Lifelong learning for Surgeons in Australia was the topic of Prof. Michael Holland’s presentation. He discussed in detail the seven ages of a surgeon and referred to pre-vocational RACS training, post fellowship training, Young Fellows, active surgical training followed by retirement. He laid emphasis on professionalism and relevance of training. Society grants the surgeons some privileges’ and also expects that they will regularize themselves. Colleges are becoming large and irrelevant for the Fellows Colleges should address this issue and engage with the medical students. He also talked about quality of training workshops which are pathways to becoming a surgeon. Appropriate selection, training and assessment and competencies should be the aim of a surgical training programme. Vocational training, training in skills was also important. His advice to the institutions looking after postgraduate medical education was to organize post fellowship training in collaboration with respective specialty associations and organizations.
Continuing Prof. Michael Holland said that they have set up an Academy of Surgical Educators which promotes excellence in surgical training ad this also serves as a resource for surgical educators. We have established a Young Fellows Forum and Young Fellows are offered travel grants to improve their professional skills. The Young Fellows are closely involved with the college otherwise how you will know about your practices. Three years cycle for Continuous Professional Development is now being changed to one year in 2013. Active learning with the peers is encouraged and promoted. We have senior surgeons groups and have also started publishing a Surgical News letter. Regular training courses and assessment is organized. We help them in preparing their retirement plans as it is the social responsibility to the Fellows which is critical for the College, he remarked.

Prof. John Barry Kortbeck

Canadian perspective of postgraduate medical education was discussed by Prof.John Barry Kortbeck. He pointed out that we must be clear what we expect from a surgeon and what he or she is supposed to do. At times it appears that the Royal Colleges have moved away from their role. He then gave details of CANMeds. A physician is supposed to be a medical expert, manager, health advocate, as scholar life long committed to learning and a processional. He also referred to Doctors as a role model as communicator and gave a road map for learning objectives. The objectives, he opined, should be specific, concrete and measurable.
Prof. John Barry Kortbeck then spoke about Competency Based Medical Education (CBME) and emphasized on societal needs, De-emphasis on time based curriculum. Direct observation, he stated, is central to assessment. He also referred to active learning which should be relevant and there should be variety in teaching methods during follow up. Objective of all surgical programmes is that Foundation residents must be evaluated at the end of second year of postgraduate training programme. He concluded his presentation by stating that a doctor is supposed to be a medical expert, communicator, collaborator, scholar, manager, health advocate and above all professional.

Prof. Anil Madaree

Prof. Anil Madaree from College of Medicine South Africa gave details of postgraduate medical education in South Africa. He pointed out that they have many colleges and each college has two seats in the Senate which represent their respective colleges in this central body. We have three standing committees while Audit and Risk Committee has been added recently. In Cuba, Prof Anil Madaree said, 97% of doctors specialize in Family Medicine after two years. We impart training at universities and at Satellite units all over the country. All doctors must do community service for a period of two years. There are four to eight examiners for each candidate and they are all paid. We are autonomous and hold national examination.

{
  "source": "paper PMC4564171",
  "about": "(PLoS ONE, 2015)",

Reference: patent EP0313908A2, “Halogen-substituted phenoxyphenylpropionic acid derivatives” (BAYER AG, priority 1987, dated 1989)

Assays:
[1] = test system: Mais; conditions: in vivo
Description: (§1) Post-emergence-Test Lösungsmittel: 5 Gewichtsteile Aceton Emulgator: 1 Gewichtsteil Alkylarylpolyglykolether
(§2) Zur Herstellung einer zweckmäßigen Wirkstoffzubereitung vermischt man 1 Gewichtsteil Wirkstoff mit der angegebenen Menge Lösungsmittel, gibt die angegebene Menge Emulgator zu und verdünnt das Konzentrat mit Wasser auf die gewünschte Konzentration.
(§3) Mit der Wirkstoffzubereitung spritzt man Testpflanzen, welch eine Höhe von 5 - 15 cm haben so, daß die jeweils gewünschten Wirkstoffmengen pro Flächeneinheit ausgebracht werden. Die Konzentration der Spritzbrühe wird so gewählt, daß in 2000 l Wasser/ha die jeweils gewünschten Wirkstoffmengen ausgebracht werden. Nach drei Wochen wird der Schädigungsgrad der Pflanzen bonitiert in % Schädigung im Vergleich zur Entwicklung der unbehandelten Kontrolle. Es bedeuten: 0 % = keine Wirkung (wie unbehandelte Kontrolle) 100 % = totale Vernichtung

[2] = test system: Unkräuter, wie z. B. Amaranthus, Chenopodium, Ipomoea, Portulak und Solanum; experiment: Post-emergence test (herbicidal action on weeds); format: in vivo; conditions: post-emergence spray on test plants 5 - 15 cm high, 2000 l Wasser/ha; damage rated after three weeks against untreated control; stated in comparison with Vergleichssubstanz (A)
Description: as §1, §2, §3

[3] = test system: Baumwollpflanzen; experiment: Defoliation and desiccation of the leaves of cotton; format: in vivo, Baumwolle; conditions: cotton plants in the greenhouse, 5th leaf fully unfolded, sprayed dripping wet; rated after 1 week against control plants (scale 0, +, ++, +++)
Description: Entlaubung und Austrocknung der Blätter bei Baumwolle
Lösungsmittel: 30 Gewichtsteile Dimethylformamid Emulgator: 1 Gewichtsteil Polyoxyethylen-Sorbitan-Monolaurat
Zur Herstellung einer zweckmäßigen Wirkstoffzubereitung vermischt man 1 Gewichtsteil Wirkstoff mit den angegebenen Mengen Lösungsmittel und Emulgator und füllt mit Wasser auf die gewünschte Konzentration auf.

However, at times true assessment of practical skills is not possible during exams. Exams are technique dependent. Some candidates who may not be so good can pass while others who are quite good may not pass. These are some of the strengths and weaknesses of the exam.

Prof. Abdul Aziz Alsaigh

Prof.Abdul Aziz Alsaigh from King Saud University presented a comprehensive account of postgraduate medical education in Kingdom of Saudi Arabia. He stated that it was in 1983 that the first postgraduate programme started at King Faisal University. It was followed by initiation of similar training programmes at King Saud University in 1984 and at King Abdul Aziz University in 1985.In 1995; Saudi Commission on Health Specialties (SCHS) was constituted. It is a scientific body with corporate entity. It started in 1992 with fifteen members. Now it has fifteen branches. Postgraduate training programme is going on in accredited hospitals and successful candidates are awarded Specialty Certificates.
SCHS, Prof. Abdul Aziz said, is involved in general as well as specialty accreditation of hospitals. It has a 7-12 Board Members who have a four years term. It’s renewable only once which means that one person can serve on the Board for a maximum of eight years. We have a central committee, training and accreditation committee, regional supervisory committee and examination committee. We have sixty three training programmes in 2011. The number of training programmes increased manifold after 2005. So far 4,235 doctors have graduated from these postgraduate training programmes and at present we have 4,800 trainees. We have introduced e log books. Computer based exam was started in 2009 and now most of the exams are computer based tests. Postgraduate medical education in KSA is evidence based and attempting to produce high quality specialists. We lay due emphasis on communication skills, evidence based medicine and research ethics. Recently we have also started a Journal of Health Specialties (www.thejhs.org). At present there are 32 medical schools in Saudi Arabia and there is an increased demand for postgraduates. We maintain quality. In view of the rapid increase in medical services, we are facing problems in providing specialist cover and faculty for postgraduate medical education programmes and these issues are being addressed on priority basis. More recently we have started a training programme in Bahrain and our overall performance of the last eighteen years was quite satisfactory, Prof. Abdul Aziz concluded.